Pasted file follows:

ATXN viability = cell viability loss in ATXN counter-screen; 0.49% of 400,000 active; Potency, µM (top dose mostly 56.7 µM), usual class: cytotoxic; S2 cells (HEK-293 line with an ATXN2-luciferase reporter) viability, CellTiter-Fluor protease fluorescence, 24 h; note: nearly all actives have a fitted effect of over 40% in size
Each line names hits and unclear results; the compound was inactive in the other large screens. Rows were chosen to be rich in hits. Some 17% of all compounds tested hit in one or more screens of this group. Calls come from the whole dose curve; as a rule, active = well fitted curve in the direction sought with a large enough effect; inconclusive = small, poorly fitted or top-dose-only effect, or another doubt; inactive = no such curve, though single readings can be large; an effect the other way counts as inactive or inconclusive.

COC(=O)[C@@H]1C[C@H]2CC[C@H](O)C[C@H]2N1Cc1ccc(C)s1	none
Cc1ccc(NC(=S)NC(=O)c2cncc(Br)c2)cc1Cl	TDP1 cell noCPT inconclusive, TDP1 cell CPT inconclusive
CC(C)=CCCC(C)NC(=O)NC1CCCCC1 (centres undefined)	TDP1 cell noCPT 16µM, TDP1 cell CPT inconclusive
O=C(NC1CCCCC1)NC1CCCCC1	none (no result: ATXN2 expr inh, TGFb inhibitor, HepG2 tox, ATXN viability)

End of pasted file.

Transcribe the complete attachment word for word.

ATXN viability = cell viability loss in ATXN counter-screen; 0.49% of 400,000 active; Potency, µM (top dose mostly 56.7 µM), usual class: cytotoxic; S2 cells (HEK-293 line with an ATXN2-luciferase reporter) viability, CellTiter-Fluor protease fluorescence, 24 h; note: nearly all actives have a fitted effect of over 40% in size
Each line names hits and unclear results; the compound was inactive in the other large screens. Rows were chosen to be rich in hits. Some 17% of all compounds tested hit in one or more screens of this group. Calls come from the whole dose curve; as a rule, active = well fitted curve in the direction sought with a large enough effect; inconclusive = small, poorly fitted or top-dose-only effect, or another doubt; inactive = no such curve, though single readings can be large; an effect the other way counts as inactive or inconclusive.

COC(=O)[C@@H]1C[C@H]2CC[C@H](O)C[C@H]2N1Cc1ccc(C)s1	none
Cc1ccc(NC(=S)NC(=O)c2cncc(Br)c2)cc1Cl	TDP1 cell noCPT inconclusive, TDP1 cell CPT inconclusive
CC(C)=CCCC(C)NC(=O)NC1CCCCC1 (centres undefined)	TDP1 cell noCPT 16µM, TDP1 cell CPT inconclusive
O=C(NC1CCCCC1)NC1CCCCC1	none (no result: ATXN2 expr inh, TGFb inhibitor, HepG2 tox, ATXN viability)